Research and policies relating to maximizing English outcomes for EL students in college are complicated by the fact that EL students transitioning from high school may pursue coursework in either the English or the ESL Pathway. While a student may be designated as an EL during their time in the California K–12 system, currently there is not a standard definition of an EL established by the CC system. This means that there is both fluidity in the curricular pathway taken for degree- or transfer-seeking ELs and a lack of a standard way to monitor or track the progression of cohorts of EL students towards the objective of completing gateway English. These realities have presented barriers and challenges to researchers in understanding how this population of subgroups of ELs experience English and ESL coursework within the CC system.

Ultimately, the intent of AB 705 is to increase the number of degree- and transfer-seeking students that complete this key gateway English class (i.e., transferable college-level English composition). Broadly speaking, there are two primary pathways towards achieving this goal in the California CC system that are both allowable under AB 705 and CCCCO guidance: the English Pathway and the ESL Pathway. ELs may experience either pathway depending on the placement and assessment systems in place when they enter college. These assessment and placement systems vary from college to college in California due to the policy of local control. For the purposes of this brief, an English Pathway is a sequence of English composition courses that lead to the completion of gateway English composition within 1 year. Prior to AB 705, the English sequence could be up to five courses deep; with the implementation of AB 705 in fall 2019, all students with a US high school GPA must be placed directly into the gateway English class. The ESL Pathway is defined as a sequence of ESL coursework and the completion of gateway English composition. Colleges are required to maximize the likelihood that students on this pathway will complete the gateway English composition class (or its equivalent) within 3 years (see Figure 1). Colleges are figuring out what data markers and decision rules should be used to place ELs in English/ESL Pathways that will maximize throughput. Regardless of colleges’ default placement structures and policies, ELs have the right to access the ESL Pathway. At this time, there are no data markers that would predispose colleges to direct certain students to the ESL Pathway. Given that ELs may experience either the English or ESL Pathway upon entry to the CC, strictly reviewing research on the ESL Pathway is insufficient for understanding the academic trajectories of ELs.36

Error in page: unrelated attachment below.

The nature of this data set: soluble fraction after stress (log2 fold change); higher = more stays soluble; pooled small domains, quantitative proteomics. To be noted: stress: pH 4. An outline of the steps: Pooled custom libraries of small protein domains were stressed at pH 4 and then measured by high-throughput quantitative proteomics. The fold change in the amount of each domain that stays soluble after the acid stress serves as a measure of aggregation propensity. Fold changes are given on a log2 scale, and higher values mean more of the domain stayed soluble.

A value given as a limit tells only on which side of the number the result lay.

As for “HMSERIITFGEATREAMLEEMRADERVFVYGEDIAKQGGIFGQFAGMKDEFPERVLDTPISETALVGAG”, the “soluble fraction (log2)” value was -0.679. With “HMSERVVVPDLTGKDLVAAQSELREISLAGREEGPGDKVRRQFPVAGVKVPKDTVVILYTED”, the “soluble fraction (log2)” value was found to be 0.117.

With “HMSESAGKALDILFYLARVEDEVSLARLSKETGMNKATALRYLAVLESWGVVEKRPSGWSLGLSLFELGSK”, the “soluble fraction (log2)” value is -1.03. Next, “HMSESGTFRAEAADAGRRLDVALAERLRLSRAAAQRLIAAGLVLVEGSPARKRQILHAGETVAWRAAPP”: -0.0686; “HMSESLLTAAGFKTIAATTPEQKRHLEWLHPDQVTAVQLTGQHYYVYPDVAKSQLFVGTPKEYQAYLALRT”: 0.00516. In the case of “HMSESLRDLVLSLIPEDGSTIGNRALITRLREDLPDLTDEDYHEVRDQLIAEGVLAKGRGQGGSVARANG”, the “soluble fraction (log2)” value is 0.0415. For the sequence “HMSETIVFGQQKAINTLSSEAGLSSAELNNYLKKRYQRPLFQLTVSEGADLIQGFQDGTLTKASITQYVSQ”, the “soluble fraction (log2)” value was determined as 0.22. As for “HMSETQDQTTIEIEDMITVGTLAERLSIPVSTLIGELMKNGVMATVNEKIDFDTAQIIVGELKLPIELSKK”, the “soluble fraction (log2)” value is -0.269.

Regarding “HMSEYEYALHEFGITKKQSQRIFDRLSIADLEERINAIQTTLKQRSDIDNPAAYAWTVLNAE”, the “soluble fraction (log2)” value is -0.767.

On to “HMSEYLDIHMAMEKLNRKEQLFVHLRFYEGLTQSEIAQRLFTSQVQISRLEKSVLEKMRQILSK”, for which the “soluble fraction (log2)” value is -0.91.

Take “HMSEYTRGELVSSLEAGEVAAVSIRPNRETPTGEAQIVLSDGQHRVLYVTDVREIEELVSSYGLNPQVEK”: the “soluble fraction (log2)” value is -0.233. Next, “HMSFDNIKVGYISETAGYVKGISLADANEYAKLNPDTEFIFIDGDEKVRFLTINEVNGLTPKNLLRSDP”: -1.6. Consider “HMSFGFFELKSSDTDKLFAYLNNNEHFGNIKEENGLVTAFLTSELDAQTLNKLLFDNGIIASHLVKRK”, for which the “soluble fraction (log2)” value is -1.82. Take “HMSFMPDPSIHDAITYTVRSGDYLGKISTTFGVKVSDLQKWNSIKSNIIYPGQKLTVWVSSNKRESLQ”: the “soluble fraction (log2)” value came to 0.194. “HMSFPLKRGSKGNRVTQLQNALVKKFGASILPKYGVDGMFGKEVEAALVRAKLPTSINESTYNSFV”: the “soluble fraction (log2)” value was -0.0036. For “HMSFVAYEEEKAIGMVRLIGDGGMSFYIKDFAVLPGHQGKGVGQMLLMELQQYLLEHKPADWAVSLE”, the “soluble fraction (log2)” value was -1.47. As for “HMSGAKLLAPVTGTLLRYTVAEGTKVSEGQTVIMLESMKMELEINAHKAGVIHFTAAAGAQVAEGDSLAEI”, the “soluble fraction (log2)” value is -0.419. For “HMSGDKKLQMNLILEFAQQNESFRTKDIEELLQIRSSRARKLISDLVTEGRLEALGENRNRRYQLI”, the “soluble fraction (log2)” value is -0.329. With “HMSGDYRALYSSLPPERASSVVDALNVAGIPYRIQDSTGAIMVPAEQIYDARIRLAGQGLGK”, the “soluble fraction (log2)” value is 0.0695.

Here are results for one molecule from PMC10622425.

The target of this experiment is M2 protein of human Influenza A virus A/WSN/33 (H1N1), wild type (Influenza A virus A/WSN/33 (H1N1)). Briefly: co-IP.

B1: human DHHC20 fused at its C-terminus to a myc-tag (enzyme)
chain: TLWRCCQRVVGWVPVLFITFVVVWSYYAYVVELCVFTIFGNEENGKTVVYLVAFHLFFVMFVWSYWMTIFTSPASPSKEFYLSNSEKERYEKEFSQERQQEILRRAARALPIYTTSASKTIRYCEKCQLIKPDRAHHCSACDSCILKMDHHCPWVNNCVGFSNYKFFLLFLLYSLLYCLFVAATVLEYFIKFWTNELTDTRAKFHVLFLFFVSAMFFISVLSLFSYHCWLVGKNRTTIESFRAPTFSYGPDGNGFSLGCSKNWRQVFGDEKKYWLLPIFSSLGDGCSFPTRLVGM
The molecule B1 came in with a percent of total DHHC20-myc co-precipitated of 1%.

Figure 1. Timeline to Complete Gateway English by Pathway per AB 705


The Impact of AB 705 on US High School Graduates who are ELs

In addition to considering ELs’ entry into either the English or the ESL Pathway, there are multiple dimensions of the EL population that may influence how students experience English and ESL Pathways and their ability to achieve gateway English completion. One way to think about this population is to consider whether first-time degree- or transfer-seeking ELs are US high school graduates, international students, or neither. Figure 2 shows the relative size of different groups of ELs who took their first English or ESL class in the California CC system in 2017–18. When disaggregating data in this way, we know that nearly half (48 percent) of first-time, degree- or transfer-seeking ELs are US high school graduates. Given the prevalence of ELs that are US high school graduates, this brief examines the throughput rates of this subgroup once they enter CCs in California, with considerations of additional dimensions, such as estimated English proficiency, high school GPA, or ethnic/racial group, to better understand how this population may experience success in the English versus ESL Pathway.

Figure 2. Relative Sizes of First-Time, English Language Arts Pathways for Degree/Transfer-Seeking EL and ESL CC Students, 2017–18


Source. Student-level high school and CC records from California’s intersegmental longitudinal data system, Cal-PASS Plus

Although there may be misconceptions that ELs who are high school graduates may maximize their throughput rates via the ESL Pathway, prior research and our current analysis suggest this is not necessarily the case. Throughput rate is a relatively new metric that provides the percentage of a given cohort of students who complete a key gateway course—in this case, a transferable, college-level English composition course—within a designated time frame. In a recent paper from the RP Group’s Multiple Measures Assessment Project (MMAP), Hayward compared the throughput rates of students classified as ELs in US high schools and who subsequently enrolled in California CCs and entered either the credit ESL Pathway or the English Pathway.37

In our follow-up analysis of this data, we found that ELs who graduated from a US high school and then enrolled in the CC experienced much higher throughput rates when allowed to enroll directly in transferable, college-level English composition than if they were directed to the ESL Pathway.38 This relationship held true for all high school ELs regardless of their ELD intensity (i.e., the proportion of their high school English language arts coursework that consisted of ELD classes specifically designed to support the development of ELs’ English language proficiency; see Figure 3).39 At the high school level, beginning-level ELs tend to take more ELD classes than those at higher levels of English proficiency. However, students’ enrollment and placement in ELD courses may be influenced by factors unrelated to students’ English proficiency. Despite this limitation, for statistical measurement and modeling, ELD intensity can serve as a useful proxy for ELs’ English language proficiency levels in high school.